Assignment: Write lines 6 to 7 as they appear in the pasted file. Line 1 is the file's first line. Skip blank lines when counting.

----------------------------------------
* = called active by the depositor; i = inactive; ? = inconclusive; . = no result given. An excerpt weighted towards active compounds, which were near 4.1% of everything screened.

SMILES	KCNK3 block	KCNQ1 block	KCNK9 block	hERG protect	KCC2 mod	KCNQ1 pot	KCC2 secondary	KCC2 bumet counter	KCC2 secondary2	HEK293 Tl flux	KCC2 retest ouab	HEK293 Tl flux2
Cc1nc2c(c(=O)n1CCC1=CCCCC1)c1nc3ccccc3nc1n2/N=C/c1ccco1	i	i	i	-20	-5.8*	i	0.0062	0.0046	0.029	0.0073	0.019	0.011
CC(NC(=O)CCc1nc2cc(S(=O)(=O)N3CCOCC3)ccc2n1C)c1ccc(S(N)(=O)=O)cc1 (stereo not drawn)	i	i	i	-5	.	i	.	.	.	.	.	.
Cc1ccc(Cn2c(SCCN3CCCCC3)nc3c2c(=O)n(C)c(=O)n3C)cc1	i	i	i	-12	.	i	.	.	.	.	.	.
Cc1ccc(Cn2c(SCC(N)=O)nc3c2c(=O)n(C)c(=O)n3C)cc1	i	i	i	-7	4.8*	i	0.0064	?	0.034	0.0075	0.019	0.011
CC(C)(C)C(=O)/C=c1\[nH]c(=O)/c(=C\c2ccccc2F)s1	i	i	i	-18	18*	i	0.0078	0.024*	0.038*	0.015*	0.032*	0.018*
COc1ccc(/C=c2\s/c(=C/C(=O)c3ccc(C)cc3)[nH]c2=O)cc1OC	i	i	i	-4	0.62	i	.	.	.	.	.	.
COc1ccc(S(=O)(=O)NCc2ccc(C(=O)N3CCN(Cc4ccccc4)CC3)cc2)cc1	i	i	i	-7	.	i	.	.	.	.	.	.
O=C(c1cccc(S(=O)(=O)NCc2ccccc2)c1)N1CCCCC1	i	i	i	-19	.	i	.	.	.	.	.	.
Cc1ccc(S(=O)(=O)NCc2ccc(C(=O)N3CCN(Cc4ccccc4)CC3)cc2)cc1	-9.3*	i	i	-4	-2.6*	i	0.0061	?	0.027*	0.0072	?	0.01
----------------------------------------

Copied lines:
Cc1ccc(Cn2c(SCC(N)=O)nc3c2c(=O)n(C)c(=O)n3C)cc1	i	i	i	-7	4.8*	i	0.0064	?	0.034	0.0075	0.019	0.011
CC(C)(C)C(=O)/C=c1\[nH]c(=O)/c(=C\c2ccccc2F)s1	i	i	i	-18	18*	i	0.0078	0.024*	0.038*	0.015*	0.032*	0.018*